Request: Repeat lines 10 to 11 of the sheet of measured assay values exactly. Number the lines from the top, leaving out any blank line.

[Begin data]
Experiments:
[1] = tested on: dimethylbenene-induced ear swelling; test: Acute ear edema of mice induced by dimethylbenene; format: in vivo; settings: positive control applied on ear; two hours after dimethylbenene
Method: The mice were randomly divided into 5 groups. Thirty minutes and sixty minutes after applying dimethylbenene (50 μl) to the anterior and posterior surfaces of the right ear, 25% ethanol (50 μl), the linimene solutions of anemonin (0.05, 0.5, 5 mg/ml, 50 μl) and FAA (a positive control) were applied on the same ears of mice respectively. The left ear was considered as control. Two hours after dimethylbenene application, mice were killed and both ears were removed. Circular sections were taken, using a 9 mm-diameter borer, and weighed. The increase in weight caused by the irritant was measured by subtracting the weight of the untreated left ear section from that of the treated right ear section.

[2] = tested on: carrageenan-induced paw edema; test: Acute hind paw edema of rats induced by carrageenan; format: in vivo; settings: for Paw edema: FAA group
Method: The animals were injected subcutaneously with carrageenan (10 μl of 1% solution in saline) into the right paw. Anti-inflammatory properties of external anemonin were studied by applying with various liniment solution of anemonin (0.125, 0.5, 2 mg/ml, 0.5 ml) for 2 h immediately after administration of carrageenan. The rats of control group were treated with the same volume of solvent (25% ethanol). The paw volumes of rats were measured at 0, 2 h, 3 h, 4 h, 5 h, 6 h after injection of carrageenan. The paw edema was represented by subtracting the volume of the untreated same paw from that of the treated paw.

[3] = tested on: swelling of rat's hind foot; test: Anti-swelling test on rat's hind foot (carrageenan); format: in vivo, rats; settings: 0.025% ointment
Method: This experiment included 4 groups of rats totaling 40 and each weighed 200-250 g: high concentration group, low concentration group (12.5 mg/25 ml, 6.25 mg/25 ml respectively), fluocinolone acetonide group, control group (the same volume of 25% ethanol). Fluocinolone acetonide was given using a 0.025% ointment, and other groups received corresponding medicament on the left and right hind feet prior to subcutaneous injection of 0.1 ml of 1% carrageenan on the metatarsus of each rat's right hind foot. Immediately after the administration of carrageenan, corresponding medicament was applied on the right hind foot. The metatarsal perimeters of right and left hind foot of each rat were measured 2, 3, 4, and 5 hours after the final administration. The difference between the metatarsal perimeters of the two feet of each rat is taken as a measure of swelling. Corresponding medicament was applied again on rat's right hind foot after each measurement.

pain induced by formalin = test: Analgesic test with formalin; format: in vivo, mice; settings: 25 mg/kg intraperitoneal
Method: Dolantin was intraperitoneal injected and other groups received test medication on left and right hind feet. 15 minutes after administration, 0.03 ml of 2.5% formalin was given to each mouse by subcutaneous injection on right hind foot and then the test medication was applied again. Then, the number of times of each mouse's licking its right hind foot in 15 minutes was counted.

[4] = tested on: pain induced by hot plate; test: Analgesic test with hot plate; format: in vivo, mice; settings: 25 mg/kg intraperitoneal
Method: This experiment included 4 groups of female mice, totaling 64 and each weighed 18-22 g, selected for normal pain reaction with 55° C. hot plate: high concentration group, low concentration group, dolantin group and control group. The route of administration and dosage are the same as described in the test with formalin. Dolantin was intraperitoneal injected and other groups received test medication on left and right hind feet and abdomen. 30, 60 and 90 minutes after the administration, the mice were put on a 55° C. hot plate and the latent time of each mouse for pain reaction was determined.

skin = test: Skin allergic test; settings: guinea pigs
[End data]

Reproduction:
[4] = tested on: pain induced by hot plate; test: Analgesic test with hot plate; format: in vivo, mice; settings: 25 mg/kg intraperitoneal
Method: This experiment included 4 groups of female mice, totaling 64 and each weighed 18-22 g, selected for normal pain reaction with 55° C. hot plate: high concentration group, low concentration group, dolantin group and control group. The route of administration and dosage are the same as described in the test with formalin. Dolantin was intraperitoneal injected and other groups received test medication on left and right hind feet and abdomen. 30, 60 and 90 minutes after the administration, the mice were put on a 55° C. hot plate and the latent time of each mouse for pain reaction was determined.